I want to use portions of code from the FFMPEG library to provide screen capture function for a commercial application I'm writing. I do understand I need to make a shared library out of the function or it'll make the entirety of our application LGPL, fair enough. The library part will be LGPL with the usual LGPL 2.1 notices and source code availability.

After I'm done chopping the function(s) to suit my use case, it will not really function in a meaningful way in the context of the FFmpeg anymore. I want a series of discrete bitmaps for processing display contents, not a constant video stream that will be encoded or displayed. So it probably does not make sense to provide it as a contribution to the FFmpeg project.

What should I exactly write in the copyright notice? The original says

 * XCB input grabber
 * Copyright (C) 2014 Luca Barbato <[email protected]>
 * This file is part of FFmpeg.
 * FFmpeg is free software; you can redistribute it and/or
 * modify it under the terms of the GNU Lesser General Public
 * License as published by the Free Software Foundation; either
 * version 2.1 of the License, or (at your option) any later version.


In my derived source code I should keep Luca's copyright line as-is and add mine under it? I change the "FFmpeg" to say "MyExcellentScreenCaptureLibrary" and add a note somewhere saying this is based on the FFmpeg XCB input grabber code?

  • This seems to boil down to the LGPL 2.1's requirement to "keep intact all the notices that refer to this License" -- does the change of only a project name (FFmpeg => myGreatLibrary) violate this requirement? I don't know. Certainly, though, you must preserve the existing copyright notice, and you should add your own alongside, yes.
    – apsillers
    Feb 28, 2018 at 18:43
  • I guess I could just put "original copyright notice follows" line there.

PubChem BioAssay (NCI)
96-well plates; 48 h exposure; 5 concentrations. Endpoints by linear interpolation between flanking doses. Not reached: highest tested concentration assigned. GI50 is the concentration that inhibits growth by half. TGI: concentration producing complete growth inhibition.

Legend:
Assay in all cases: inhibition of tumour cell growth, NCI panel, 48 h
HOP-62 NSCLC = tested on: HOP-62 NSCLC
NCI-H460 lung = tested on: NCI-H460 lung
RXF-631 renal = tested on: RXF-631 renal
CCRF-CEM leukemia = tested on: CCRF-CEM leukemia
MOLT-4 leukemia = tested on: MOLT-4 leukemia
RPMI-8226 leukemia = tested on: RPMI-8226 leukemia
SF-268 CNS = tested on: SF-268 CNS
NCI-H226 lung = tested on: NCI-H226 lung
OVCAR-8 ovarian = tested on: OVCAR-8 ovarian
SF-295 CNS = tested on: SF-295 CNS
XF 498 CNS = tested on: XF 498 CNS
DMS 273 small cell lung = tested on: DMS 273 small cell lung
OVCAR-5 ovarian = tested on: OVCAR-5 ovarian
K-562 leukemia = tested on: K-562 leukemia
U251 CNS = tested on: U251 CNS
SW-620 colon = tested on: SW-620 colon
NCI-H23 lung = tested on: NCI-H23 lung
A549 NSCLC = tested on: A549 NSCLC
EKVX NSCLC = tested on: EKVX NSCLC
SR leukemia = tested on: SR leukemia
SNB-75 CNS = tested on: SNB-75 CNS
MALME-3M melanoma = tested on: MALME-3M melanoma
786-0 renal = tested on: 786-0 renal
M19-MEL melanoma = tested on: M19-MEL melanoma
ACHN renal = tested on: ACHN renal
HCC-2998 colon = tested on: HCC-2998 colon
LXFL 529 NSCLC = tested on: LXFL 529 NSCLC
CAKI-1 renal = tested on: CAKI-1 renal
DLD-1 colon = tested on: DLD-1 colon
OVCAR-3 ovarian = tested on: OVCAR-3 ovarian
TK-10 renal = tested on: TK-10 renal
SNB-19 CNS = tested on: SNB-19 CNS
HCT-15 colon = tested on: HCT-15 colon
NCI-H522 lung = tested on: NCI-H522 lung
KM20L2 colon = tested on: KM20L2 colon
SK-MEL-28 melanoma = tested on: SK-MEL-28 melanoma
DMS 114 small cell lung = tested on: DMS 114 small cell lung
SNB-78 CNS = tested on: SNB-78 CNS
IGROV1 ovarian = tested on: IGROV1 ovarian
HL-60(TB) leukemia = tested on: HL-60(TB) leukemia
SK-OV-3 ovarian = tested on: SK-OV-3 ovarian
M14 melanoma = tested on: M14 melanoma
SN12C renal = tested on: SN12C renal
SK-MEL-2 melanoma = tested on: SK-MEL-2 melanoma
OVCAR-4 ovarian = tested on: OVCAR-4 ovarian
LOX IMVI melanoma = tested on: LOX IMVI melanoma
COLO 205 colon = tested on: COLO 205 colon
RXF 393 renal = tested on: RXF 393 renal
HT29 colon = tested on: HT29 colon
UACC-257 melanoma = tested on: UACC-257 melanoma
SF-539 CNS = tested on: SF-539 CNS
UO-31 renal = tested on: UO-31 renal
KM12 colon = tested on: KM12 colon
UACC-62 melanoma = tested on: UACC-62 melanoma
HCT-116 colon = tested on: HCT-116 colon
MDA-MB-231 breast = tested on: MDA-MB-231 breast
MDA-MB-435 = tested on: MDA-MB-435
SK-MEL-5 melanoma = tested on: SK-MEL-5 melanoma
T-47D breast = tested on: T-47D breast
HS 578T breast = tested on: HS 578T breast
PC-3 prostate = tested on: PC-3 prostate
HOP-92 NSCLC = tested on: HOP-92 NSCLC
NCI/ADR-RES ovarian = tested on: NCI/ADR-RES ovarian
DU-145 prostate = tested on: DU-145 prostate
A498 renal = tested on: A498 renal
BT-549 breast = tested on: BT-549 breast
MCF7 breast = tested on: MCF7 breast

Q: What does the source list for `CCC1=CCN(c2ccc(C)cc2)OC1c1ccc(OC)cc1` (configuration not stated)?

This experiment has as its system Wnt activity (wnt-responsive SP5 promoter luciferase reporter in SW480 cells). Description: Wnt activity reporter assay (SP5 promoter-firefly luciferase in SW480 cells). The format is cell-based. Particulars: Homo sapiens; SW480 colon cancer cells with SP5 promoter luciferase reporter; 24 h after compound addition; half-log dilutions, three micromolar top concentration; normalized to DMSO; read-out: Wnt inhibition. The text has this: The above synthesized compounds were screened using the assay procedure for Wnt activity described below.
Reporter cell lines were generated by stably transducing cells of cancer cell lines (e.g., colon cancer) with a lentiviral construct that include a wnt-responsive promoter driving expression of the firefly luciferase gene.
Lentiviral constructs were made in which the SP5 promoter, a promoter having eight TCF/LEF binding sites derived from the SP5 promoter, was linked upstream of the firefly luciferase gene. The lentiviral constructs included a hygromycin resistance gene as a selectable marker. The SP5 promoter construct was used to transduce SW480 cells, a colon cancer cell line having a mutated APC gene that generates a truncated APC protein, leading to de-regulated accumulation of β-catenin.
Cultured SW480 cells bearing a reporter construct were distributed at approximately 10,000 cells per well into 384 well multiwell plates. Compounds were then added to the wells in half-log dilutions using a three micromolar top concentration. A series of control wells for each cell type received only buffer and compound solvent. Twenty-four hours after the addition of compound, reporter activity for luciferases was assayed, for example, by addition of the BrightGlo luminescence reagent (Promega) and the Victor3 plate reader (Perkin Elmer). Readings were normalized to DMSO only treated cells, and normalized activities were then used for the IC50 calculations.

– Barleyman
    Mar 6, 2018 at 10:23

1 Answer 1


In my derived source code I should keep Luca's copyright line as-is and add mine under it?

Normally, that's what you'd do. In this case you can do exactly that and be done with it, but the "This file is part of FFmpeg." line then becomes a bit odd in your context. Can you change this line? Not if it is considered a part of the original copyright notice. Is it? I don't know.

The way I see it you have three options.

1) Add your copyright line under Luca's and accept the strangeness.

2) Figure out if you are allowed to change the problematic line nor not, if you are, change it and add your copyright line under Luca's.

3) Keep the original header as it is, add a line above saying something like "Portions of this file originate from FFmpeg, original copyright header:" and then add your own copyright header separately.

  • 2
    Legally, the line "This file is part of FFmpeg" is neither part of the copyright line (which must start with the wordt Copyright), nor is it part of the license. Thus you are free to change it. May 5, 2018 at 17:29
  • The LGPL 2.1 doesn't even mention the term "copyright line". It does, however, mention "copyright notice" several times. I would be very careful making assumptions about any universal rules regarding what such a notice is or isn't and I would ask anybody who claims otherwise to back their claim up somehow. Would you mind doing that? May 6, 2018 at 17:52
  • Is the US law (where the use of copyright notices originated) good enough: 17 U.S.C. § 401(b). All other (also non-US) references refer to the same format. And you are right that I should have been more precise in my previous comment regarding how to call the copyright notice. May 6, 2018 at 18:39

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